Private sector business principles to embrace - and to avoid - in planning and managing our public sector assets
MetadataShow full item record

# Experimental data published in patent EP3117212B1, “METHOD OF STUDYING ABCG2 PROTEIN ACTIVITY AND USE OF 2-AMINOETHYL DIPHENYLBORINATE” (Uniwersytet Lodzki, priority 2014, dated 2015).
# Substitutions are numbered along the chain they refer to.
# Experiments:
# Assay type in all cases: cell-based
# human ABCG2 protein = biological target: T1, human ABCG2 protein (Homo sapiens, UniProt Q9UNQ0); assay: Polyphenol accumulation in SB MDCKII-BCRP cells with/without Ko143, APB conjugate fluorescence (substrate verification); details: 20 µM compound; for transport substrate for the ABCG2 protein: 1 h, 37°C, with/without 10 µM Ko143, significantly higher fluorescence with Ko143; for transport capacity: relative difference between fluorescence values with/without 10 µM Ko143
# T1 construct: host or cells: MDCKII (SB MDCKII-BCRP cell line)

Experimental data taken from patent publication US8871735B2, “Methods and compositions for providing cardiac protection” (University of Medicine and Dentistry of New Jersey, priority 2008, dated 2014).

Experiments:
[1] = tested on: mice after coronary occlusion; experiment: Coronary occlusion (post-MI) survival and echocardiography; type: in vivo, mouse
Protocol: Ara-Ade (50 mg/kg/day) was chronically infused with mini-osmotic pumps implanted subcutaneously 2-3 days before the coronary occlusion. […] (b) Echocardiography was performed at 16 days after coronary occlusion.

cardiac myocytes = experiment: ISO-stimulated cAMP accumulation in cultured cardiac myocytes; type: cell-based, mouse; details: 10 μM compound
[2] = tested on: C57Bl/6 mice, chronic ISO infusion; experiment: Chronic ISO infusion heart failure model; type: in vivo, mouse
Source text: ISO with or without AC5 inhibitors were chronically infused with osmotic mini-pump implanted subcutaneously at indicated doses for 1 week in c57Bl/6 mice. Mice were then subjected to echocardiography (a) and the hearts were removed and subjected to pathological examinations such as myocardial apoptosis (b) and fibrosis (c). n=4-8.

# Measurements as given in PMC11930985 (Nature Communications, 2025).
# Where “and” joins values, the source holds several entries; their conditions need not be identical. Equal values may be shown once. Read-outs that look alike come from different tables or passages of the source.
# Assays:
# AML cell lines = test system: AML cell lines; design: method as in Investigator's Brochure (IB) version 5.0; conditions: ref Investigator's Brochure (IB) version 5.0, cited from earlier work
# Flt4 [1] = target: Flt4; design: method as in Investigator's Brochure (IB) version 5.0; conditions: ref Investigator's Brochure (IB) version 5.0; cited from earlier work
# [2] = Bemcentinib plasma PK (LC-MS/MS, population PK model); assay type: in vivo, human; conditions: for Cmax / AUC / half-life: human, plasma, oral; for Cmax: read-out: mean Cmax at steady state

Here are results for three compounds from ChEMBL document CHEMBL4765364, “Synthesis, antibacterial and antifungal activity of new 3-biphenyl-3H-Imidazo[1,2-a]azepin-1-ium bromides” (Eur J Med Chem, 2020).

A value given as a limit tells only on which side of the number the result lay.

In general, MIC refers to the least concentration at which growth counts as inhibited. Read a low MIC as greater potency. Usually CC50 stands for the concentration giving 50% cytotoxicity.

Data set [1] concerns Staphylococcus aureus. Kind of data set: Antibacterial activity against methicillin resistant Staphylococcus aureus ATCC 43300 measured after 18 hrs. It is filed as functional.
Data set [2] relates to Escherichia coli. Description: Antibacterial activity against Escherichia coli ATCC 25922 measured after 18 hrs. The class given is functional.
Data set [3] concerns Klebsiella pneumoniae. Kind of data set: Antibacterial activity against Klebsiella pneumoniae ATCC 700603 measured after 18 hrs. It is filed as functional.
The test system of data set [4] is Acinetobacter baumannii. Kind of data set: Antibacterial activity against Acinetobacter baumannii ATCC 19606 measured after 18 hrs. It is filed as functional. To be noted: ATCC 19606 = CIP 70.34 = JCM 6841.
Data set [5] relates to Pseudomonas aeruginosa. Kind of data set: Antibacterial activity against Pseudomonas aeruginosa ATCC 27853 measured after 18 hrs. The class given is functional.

There is an increasing demand from the public and from legislators to treat pavement management like a business - know what you have, know what it is worth, and invest strategically. The private and public sectors, however, differ fundamentally in their purposes: the private sector aims to make and grow profits, while the public sector aims to support and improve society - financial profits and losses versus wider costs and benefits such as environmental and social impacts. Conversely, the private sector has begun to evaluate and discover the positive impacts of environmental protection and social responsibility on its profit margins. The public and private sectors have much to learn from each other. This paper explores the management principles and tools used in the private sector that should be adopted in the pavement management sphere in order to better evaluate and communicate the impacts of our investments, with the aim of enhancing our economic, social and environmental sustainability. These principles include evaluating our entire portfolio against our goals - including assessing alternative service provision mechanisms - and redirecting our investments to more 'profitable' areas. In addition to adopting private sector principles, many of our public sector principles and tools, such as pavement performance modeling and whole of life costing, should continue to play a strong role and should be further developed. This paper discusses how new and existing principles can be brought together for more sustainable and robust investment decisions - and, importantly, how they can be used to better communicate investment needs to stakeholders.